The largest cruise ship in the world is currently being built on the Baltic Sea.

The Global 1 is supposed to pamper 9500 passengers with a very luxurious ambience.

What sounds fantastic, is a tremendous game for the more than 1900 employees at MV Werften.

The wages and salaries for December have still not been paid on Friday, and at the same time there are worries whether the owner of the shipyards himself is on the verge of bankruptcy: It is the Malaysian Genting group, which is based on casinos and cruise ships Business model has suffered severe stumbling due to the corona pandemic and has accumulated high debts.

Susanne Preuss

Business correspondent in Stuttgart.

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The company itself fueled speculation about the critical situation of Genting by suspending stock trading on the Hong Kong Stock Exchange and referring to an important company announcement.

However, such a message was not received until Sunday evening, Asian time, and the game continues until the new week.

In the meantime, the future of the MV shipyards was apparently being wrestled at the highest political level.

Federal Minister of Economics Robert Habeck (Greens) and Federal Minister of Finance Christian Lindner (FDP) are facing the decision to release money to save the MV shipyards.

It is about 600 million euros that could be paid through the economic stabilization fund.

As with other corona-related aids, a personal contribution is a prerequisite.

"Assigning blame does not help"

However, Genting has so far refused to pay the requested 60 million euros, referring to its own problems. Mecklenburg-Western Pomerania's Prime Minister Manuela Schwesig (SPD) is said to have been in contact with the Malaysian owner by phone. The state of Mecklenburg-Western Pomerania, in turn, has slipped into the role of lender to support Genting with 78 million euros. The political decision on this just before Christmas was also tied to the condition that there was an agreement between Genting and the federal government - a reservation that is now even preoccupying the Schwerin district court.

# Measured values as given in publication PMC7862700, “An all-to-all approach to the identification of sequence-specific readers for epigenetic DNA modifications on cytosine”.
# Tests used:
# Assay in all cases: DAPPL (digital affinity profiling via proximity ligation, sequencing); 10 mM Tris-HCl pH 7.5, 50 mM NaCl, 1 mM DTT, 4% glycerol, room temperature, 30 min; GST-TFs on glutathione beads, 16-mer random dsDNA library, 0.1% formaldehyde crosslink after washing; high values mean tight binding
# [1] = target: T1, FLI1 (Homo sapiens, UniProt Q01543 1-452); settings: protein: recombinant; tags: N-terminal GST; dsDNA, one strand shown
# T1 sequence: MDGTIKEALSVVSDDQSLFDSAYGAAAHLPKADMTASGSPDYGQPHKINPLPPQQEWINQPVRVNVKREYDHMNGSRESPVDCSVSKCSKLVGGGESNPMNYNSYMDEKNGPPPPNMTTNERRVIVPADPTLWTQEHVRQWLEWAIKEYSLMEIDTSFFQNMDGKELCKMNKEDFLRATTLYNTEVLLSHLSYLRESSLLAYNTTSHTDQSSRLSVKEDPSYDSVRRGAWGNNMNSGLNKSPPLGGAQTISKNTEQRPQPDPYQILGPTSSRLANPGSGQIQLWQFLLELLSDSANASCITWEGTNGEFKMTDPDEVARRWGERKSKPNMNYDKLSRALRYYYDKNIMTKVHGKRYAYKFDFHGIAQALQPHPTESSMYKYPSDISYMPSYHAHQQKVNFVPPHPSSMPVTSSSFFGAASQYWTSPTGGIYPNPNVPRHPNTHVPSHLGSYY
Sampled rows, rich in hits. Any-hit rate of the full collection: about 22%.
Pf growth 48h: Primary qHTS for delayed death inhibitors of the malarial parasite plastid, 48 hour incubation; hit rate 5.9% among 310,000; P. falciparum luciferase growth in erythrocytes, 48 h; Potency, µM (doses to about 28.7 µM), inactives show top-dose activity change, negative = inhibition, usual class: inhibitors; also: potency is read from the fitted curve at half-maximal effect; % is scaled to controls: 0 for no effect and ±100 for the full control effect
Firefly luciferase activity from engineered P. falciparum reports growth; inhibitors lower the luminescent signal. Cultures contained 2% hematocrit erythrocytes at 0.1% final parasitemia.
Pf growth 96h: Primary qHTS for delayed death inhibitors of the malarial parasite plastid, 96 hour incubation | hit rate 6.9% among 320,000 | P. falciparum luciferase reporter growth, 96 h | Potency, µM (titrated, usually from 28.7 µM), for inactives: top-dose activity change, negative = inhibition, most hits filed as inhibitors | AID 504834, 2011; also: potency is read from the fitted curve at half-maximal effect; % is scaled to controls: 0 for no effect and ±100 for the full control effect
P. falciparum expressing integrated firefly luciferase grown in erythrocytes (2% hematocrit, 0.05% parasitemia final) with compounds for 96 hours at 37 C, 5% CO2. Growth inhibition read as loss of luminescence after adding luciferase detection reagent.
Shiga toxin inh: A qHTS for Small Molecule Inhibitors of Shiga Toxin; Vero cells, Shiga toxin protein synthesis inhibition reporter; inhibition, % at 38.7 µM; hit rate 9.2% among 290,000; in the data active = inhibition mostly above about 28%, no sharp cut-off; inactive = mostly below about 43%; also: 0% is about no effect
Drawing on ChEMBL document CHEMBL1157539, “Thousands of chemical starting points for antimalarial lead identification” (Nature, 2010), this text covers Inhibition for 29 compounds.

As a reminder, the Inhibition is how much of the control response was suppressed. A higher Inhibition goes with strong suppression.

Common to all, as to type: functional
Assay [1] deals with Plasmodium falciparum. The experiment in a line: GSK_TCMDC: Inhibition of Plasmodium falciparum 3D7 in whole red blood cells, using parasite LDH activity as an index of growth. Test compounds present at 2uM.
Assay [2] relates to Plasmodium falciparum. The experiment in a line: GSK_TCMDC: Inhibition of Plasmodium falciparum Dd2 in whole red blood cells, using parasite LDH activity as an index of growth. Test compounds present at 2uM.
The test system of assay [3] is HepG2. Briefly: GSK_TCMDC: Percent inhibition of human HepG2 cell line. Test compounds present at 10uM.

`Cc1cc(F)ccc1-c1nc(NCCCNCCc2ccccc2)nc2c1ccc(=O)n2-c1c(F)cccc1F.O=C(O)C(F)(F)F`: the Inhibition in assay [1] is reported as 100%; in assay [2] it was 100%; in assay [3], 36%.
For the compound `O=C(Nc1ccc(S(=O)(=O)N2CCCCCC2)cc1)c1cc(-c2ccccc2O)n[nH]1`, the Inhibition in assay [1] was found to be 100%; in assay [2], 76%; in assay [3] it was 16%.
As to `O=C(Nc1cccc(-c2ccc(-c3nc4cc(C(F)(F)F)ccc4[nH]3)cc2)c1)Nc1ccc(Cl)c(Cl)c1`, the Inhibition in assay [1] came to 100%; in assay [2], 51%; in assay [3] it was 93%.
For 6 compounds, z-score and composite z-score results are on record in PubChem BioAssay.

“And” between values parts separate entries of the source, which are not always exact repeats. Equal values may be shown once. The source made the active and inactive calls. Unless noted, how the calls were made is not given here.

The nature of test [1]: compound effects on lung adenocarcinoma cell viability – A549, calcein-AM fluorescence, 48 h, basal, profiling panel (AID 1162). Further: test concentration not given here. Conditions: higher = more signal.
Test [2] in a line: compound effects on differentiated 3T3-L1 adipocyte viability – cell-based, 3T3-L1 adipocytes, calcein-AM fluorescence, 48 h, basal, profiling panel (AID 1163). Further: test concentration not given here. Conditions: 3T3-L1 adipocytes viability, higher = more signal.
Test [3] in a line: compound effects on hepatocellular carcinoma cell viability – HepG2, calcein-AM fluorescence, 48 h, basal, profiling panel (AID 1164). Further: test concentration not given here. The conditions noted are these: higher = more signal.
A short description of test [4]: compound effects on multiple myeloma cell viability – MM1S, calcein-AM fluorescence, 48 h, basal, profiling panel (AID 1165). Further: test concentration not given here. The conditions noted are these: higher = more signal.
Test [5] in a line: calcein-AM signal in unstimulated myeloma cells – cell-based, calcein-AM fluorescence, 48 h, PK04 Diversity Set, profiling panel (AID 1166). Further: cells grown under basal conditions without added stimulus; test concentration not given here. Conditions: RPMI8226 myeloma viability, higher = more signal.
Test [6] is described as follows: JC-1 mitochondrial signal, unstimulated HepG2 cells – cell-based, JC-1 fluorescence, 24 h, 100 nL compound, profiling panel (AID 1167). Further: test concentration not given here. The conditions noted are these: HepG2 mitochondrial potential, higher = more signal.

The President of Genting Hong Kong, Colin Au, and the Managing Director of the shipyards group, Carsten Haake, expressed a lack of understanding about the German government's approach on Sunday. Au appealed to the responsible politicians to rethink their stance: "It's about thousands of families." In addition, an entire industry including its suppliers at home and abroad is threatened. "To drop the shipyards now would be the biggest economic mistake that the federal government could make," emphasized Au.

There is now talk of “hours of decision” where the future of the shipyards is being negotiated.

“Assigning blame doesn't help.

We expect everyone involved to get together and find a solution, ”is the appeal by Daniel Friedrich, district manager of IG Metall coast.

In his opinion, the future of the MV shipyards hangs “by a thread”.

The IG Metall branches in Lübeck-Wismar, Rostock and Stralsund-Neubrandenburg are planning an online general meeting for late Monday afternoon to report on further developments.